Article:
20. May – 04. September 2022

The major retrospective on CHARLOTTE MARCH (1929–2005) at the Falckenberg Collection focuses on the previously little-known works of this photographer from Hamburg, who is renowned for her fashion and advertising photos. Charlotte March’s estate, which belongs to the Falckenberg Collection, forms the basis for a rediscovery of this photographer, who worked for magazines such as Brigitte, Stern, Elle, Vogue Italia, Vanity Fair, Harper’s Bazaar, and Twen. Her 1977 book Mann, oh Mann: Ein Vorschlag zur Emanzipation des attraktiven Mannes was widely discussed, since it was the first to explicitly show a female view of the male body.

With some 300 works, the exhibition offers an overview of all the artist's creative phases, from her early documentary photographs in Hamburg in the 1950s to photographs from her visits to the island of Ischia, which was still untouched by mass tourism at the time, to later international fashion and advertising commissions.

March’s largely unknown early photographic work from the 1950s builds on the “humanistic photography” of that time and represents an important yet little-known contribution to the cultural memory of the city of Hamburg. Her highly sensitive view of the fringes of society in post-war Hamburg led her to marginalized, completely unglamorous places in this city in transition. March offers a glimpse behind the scenes and shows the daily life of candy makers, retailers, and life on the Reeperbahn.

The retrospective will be accompanied by a selection of photographs from the Falckenberg Collection (for a full list of the represented artists see below).

In later commissioned works, March’s gaze points to an emancipatory attitude and a feeling of freedom and social upheaval. Charlotte March wanted her models to look different than was customary at the time. She communicated through photography with her models, whose modern, independent attitude toward life she shared, open to what everyday life or fate gave her at the time she took the photograph. She showed women smoking in front of the camera or advertising beer. She propagated a modern image of women and was revolutionary and style-defining, also because she was one of the first photographers in Germany to work with black models as a matter of course.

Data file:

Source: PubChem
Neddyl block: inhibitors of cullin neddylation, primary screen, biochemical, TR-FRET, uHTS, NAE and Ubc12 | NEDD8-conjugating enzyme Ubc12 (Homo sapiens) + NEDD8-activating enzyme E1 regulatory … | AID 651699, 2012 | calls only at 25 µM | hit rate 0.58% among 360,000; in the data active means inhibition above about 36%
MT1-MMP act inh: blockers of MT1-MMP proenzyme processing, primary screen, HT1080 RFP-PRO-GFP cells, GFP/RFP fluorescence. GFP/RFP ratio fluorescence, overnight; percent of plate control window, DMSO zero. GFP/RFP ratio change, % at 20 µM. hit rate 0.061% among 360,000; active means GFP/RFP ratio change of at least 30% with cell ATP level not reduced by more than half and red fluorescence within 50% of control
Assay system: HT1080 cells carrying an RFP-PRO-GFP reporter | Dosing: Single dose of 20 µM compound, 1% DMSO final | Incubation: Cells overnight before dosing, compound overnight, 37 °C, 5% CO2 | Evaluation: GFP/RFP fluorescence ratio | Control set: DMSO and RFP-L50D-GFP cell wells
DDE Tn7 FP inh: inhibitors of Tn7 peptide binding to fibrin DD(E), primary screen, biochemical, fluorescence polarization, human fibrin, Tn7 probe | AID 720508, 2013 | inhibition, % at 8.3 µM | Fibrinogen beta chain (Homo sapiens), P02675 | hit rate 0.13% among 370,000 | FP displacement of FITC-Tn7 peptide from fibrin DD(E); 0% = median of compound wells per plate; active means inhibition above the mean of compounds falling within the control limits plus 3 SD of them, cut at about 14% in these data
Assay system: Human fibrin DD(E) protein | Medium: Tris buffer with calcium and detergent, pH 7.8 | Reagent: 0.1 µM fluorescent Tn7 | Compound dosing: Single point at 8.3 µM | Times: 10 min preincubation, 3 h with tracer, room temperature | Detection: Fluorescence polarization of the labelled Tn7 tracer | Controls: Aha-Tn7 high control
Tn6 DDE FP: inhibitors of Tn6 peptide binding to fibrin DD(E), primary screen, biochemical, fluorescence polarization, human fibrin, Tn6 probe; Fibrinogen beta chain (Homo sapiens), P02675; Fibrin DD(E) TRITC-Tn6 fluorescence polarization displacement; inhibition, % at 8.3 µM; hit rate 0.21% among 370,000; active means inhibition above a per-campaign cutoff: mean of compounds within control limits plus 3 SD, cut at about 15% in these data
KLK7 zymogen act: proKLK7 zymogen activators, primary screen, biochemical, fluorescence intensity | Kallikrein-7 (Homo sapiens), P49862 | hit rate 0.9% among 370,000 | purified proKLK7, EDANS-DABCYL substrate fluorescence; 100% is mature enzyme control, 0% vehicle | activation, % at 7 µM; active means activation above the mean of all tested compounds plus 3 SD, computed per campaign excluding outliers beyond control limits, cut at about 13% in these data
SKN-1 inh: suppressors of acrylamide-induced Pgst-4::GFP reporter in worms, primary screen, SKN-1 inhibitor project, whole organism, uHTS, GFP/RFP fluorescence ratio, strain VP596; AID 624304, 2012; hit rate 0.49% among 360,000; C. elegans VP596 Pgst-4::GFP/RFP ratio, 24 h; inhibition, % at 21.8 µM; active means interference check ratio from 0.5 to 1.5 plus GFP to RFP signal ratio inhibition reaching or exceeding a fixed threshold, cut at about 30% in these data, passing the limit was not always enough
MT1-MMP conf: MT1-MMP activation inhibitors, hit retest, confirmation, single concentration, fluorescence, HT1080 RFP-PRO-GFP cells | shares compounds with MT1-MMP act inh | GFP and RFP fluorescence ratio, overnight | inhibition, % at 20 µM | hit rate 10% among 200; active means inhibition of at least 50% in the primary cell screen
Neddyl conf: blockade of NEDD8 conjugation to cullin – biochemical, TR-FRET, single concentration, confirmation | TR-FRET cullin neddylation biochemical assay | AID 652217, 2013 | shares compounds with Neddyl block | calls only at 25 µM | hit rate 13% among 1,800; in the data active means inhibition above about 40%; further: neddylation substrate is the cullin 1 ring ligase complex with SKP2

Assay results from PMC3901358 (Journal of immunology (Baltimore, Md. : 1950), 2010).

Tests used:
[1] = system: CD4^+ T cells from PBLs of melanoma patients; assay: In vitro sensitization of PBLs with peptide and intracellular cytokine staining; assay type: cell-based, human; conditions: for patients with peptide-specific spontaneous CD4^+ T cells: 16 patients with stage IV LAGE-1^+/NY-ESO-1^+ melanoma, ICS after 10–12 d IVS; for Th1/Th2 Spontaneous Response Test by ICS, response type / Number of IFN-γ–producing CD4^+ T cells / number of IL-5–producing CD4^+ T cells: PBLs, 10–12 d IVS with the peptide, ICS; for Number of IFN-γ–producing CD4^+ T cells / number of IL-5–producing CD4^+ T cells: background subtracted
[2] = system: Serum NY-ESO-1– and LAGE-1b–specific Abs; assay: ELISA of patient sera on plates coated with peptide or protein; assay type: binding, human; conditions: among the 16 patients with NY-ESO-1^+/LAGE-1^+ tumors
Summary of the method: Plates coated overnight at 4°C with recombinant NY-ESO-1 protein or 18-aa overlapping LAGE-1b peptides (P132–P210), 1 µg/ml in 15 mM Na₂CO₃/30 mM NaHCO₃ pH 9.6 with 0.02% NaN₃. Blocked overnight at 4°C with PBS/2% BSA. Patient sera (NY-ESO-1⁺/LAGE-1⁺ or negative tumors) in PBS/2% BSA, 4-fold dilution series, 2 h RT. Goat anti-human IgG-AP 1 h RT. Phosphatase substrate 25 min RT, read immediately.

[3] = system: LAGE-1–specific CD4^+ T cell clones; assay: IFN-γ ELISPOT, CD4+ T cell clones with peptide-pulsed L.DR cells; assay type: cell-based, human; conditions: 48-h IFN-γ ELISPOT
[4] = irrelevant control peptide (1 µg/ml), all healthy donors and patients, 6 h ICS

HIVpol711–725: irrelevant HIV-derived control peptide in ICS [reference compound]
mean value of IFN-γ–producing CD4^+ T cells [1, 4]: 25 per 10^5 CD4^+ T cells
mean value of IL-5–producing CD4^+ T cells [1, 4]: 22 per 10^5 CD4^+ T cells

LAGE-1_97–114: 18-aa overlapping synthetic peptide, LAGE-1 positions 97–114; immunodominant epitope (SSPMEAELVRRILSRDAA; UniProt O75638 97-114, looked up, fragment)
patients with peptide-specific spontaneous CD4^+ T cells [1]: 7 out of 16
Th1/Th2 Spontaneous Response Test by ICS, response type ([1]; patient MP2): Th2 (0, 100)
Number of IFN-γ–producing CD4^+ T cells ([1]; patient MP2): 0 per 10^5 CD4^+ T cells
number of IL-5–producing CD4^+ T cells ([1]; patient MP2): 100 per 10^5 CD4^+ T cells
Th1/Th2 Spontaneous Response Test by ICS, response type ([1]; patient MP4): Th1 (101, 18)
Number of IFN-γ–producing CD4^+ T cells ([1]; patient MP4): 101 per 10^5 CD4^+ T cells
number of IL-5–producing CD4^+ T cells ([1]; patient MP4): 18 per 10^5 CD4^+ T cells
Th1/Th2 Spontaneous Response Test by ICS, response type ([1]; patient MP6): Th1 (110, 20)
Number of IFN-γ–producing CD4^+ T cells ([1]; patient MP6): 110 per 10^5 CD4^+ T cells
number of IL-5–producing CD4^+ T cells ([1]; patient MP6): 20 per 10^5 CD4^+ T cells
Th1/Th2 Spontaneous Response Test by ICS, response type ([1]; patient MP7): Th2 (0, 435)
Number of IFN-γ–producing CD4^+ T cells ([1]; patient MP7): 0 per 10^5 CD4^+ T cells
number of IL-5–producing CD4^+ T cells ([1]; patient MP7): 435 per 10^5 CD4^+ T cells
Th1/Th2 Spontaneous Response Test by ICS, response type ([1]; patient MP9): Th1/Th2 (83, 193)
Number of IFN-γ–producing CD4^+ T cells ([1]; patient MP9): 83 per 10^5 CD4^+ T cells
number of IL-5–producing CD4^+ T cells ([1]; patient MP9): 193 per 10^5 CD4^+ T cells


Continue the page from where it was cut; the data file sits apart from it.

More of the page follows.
After the death of Charlotte March’s partner, the Hamburg artist and actor Balduin Baas, Harald Falckenberg took over her estate in 2006 and ensured that her work could be archived and researched. The Charlotte March estate comprises some 30,000 photographs and is currently housed at the Falckenberg Collection.

The exhibition at the Falckenberg Collection was curated by Goesta Diercks and Dirk Luckow in close cooperation with Manju Sahwney, a photographer and longtime assistant to March as well as archivist of the estate, as part of the 8th Triennial of Photography in Hamburg in 2022.

Artists represented from the Falckenberg Collection: Vito Acconci, Lewis Baltz, Jerry Berndt, Monica Bonvicini, Thorsten Brinkmann, Larry Clark, Sue de Beer, Philip-Lorca diCorcia, William Eggleston, Walker Evans, Valie Export, Günther Förg, Lee Friedlander, Nan Goldin, Fergus Greer, Nathalie Grenzhäuser, Thomas Grünfeld, Herbert Hoffmann, Dennis Hopper, Christian Jankowski, Jürgen Klauke, Astrid Klein, Sharon Lockhart, Joel Meyerowitz, Henrik Olesen, Irving Penn, Angelika Platen, Peter Piller, Sigmar Polke, Martha Rosler, Sam Samore, Markus Schinwald, Gregor Schneider, Andrea Stappert, Wolfgang Tillmans, Muir Vidler.